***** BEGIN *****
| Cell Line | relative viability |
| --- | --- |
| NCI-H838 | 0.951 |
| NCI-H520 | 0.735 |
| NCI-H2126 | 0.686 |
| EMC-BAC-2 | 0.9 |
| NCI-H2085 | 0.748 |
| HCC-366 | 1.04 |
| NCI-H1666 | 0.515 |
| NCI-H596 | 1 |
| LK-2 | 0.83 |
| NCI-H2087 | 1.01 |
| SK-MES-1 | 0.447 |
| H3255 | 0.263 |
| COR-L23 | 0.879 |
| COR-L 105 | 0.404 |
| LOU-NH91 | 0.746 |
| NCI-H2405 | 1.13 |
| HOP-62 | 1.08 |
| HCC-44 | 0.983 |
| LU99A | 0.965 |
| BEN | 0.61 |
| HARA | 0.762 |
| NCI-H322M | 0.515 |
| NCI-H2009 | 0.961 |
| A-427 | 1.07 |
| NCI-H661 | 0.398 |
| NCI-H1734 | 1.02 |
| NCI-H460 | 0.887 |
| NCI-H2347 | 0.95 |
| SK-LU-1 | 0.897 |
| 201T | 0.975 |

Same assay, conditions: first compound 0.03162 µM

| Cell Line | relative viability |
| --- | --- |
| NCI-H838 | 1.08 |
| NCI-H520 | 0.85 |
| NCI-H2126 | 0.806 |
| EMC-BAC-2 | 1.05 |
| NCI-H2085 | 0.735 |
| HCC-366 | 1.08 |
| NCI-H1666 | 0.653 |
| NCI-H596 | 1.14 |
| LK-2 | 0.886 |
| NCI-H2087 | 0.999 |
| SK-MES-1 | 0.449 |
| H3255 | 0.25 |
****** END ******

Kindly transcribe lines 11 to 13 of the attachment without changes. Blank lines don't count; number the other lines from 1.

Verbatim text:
| LK-2 | 0.83 |
| NCI-H2087 | 1.01 |
| SK-MES-1 | 0.447 |